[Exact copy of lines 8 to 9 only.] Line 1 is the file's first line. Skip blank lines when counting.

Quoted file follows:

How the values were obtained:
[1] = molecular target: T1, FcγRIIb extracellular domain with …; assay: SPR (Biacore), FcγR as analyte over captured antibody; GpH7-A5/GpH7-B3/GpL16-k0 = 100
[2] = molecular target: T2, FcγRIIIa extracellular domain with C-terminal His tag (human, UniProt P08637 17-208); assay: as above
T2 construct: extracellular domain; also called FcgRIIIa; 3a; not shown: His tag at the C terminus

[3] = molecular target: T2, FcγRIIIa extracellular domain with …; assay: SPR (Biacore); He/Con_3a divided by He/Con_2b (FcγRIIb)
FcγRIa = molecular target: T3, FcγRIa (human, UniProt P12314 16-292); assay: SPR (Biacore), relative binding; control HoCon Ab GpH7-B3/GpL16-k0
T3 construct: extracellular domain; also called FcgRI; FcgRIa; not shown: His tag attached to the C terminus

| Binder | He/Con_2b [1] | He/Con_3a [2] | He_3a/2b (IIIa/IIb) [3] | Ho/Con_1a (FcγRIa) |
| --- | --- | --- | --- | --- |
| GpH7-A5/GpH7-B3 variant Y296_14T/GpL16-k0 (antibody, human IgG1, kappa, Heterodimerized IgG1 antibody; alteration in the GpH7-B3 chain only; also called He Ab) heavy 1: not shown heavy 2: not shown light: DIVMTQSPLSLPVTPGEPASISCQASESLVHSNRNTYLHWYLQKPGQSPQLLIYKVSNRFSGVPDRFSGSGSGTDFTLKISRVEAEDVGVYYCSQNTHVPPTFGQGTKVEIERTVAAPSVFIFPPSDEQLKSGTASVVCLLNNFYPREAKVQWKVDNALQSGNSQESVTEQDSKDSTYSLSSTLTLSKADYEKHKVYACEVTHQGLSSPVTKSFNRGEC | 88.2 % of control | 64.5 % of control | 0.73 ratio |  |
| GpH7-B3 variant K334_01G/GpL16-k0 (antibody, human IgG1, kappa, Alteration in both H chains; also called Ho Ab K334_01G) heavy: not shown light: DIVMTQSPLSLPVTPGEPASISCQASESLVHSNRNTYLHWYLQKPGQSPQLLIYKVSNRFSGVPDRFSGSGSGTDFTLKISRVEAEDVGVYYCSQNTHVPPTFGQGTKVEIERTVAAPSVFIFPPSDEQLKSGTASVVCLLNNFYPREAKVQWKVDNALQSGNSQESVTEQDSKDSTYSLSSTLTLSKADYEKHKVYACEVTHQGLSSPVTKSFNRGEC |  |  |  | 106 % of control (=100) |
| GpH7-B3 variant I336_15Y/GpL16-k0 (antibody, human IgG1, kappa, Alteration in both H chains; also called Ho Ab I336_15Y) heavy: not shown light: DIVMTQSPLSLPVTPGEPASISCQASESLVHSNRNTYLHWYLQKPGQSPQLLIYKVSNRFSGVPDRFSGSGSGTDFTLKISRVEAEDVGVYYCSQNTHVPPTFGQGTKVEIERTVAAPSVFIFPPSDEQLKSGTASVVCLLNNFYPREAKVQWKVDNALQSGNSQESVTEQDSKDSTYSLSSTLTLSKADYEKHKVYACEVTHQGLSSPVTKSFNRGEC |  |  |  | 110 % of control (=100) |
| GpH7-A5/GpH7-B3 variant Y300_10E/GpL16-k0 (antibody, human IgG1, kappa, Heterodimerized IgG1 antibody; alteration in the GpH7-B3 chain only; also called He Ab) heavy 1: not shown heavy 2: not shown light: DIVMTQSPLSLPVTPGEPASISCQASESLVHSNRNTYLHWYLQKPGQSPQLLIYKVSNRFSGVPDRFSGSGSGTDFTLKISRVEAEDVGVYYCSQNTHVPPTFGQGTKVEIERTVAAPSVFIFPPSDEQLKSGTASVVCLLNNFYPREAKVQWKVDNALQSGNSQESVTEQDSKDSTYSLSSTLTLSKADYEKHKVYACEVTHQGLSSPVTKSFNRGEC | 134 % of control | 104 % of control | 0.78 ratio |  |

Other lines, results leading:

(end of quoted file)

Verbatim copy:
| Binder | He/Con_2b [1] | He/Con_3a [2] | He_3a/2b (IIIa/IIb) [3] | Ho/Con_1a (FcγRIa) |
| --- | --- | --- | --- | --- |